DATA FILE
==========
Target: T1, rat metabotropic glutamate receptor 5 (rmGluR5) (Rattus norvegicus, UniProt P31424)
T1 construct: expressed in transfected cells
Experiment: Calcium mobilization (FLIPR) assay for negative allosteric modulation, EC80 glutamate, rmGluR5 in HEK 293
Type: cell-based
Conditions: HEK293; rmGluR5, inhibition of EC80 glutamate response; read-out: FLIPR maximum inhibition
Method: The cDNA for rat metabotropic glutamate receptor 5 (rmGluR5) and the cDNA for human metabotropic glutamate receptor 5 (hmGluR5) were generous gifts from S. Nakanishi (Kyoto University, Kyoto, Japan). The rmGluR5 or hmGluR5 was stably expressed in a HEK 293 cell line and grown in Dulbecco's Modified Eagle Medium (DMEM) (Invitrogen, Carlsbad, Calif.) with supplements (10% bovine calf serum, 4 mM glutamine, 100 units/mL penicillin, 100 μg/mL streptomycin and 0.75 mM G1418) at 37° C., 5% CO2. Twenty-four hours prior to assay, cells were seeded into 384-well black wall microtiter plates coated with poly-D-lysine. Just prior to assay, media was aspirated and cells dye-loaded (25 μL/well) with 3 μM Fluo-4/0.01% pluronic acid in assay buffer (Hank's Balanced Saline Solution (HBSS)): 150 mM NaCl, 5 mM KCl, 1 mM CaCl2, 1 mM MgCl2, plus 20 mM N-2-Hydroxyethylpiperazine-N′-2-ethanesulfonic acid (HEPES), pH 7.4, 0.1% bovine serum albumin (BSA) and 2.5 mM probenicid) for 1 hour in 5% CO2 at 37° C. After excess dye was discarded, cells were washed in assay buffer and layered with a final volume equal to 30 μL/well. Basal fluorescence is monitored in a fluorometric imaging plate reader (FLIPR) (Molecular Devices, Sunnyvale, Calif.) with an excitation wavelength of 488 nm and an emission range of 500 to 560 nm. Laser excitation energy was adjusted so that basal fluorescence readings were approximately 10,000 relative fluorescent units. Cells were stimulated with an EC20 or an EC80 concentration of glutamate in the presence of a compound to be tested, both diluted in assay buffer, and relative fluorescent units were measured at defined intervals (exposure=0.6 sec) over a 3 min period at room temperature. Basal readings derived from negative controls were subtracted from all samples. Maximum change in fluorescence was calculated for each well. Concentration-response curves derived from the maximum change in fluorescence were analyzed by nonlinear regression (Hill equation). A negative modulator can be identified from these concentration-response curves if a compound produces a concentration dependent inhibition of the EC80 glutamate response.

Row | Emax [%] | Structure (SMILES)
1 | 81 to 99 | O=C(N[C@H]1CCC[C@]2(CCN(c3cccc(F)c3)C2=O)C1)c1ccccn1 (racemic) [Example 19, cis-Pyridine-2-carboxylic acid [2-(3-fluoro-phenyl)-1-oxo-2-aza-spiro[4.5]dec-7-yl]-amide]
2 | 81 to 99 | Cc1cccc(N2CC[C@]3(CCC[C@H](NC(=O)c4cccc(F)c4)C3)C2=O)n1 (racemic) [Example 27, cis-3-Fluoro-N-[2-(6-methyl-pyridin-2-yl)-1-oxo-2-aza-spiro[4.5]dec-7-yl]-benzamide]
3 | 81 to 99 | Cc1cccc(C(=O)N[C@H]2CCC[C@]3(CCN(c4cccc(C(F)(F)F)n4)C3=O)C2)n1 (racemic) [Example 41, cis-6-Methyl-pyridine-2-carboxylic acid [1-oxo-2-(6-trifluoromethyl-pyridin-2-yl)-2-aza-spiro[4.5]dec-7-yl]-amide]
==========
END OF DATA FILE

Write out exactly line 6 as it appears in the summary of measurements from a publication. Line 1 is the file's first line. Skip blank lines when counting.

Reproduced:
Method: The cDNA for rat metabotropic glutamate receptor 5 (rmGluR5) and the cDNA for human metabotropic glutamate receptor 5 (hmGluR5) were generous gifts from S. Nakanishi (Kyoto University, Kyoto, Japan). The rmGluR5 or hmGluR5 was stably expressed in a HEK 293 cell line and grown in Dulbecco's Modified Eagle Medium (DMEM) (Invitrogen, Carlsbad, Calif.) with supplements (10% bovine calf serum, 4 mM glutamine, 100 units/mL penicillin, 100 μg/mL streptomycin and 0.75 mM G1418) at 37° C., 5% CO2. Twenty-four hours prior to assay, cells were seeded into 384-well black wall microtiter plates coated with poly-D-lysine. Just prior to assay, media was aspirated and cells dye-loaded (25 μL/well) with 3 μM Fluo-4/0.01% pluronic acid in assay buffer (Hank's Balanced Saline Solution (HBSS)): 150 mM NaCl, 5 mM KCl, 1 mM CaCl2, 1 mM MgCl2, plus 20 mM N-2-Hydroxyethylpiperazine-N′-2-ethanesulfonic acid (HEPES), pH 7.4, 0.1% bovine serum albumin (BSA) and 2.5 mM probenicid) for 1 hour in 5% CO2 at 37° C. After excess dye was discarded, cells were washed in assay buffer and layered with a final volume equal to 30 μL/well. Basal fluorescence is monitored in a fluorometric imaging plate reader (FLIPR) (Molecular Devices, Sunnyvale, Calif.) with an excitation wavelength of 488 nm and an emission range of 500 to 560 nm. Laser excitation energy was adjusted so that basal fluorescence readings were approximately 10,000 relative fluorescent units. Cells were stimulated with an EC20 or an EC80 concentration of glutamate in the presence of a compound to be tested, both diluted in assay buffer, and relative fluorescent units were measured at defined intervals (exposure=0.6 sec) over a 3 min period at room temperature. Basal readings derived from negative controls were subtracted from all samples. Maximum change in fluorescence was calculated for each well. Concentration-response curves derived from the maximum change in fluorescence were analyzed by nonlinear regression (Hill equation). A negative modulator can be identified from these concentration-response curves if a compound produces a concentration dependent inhibition of the EC80 glutamate response.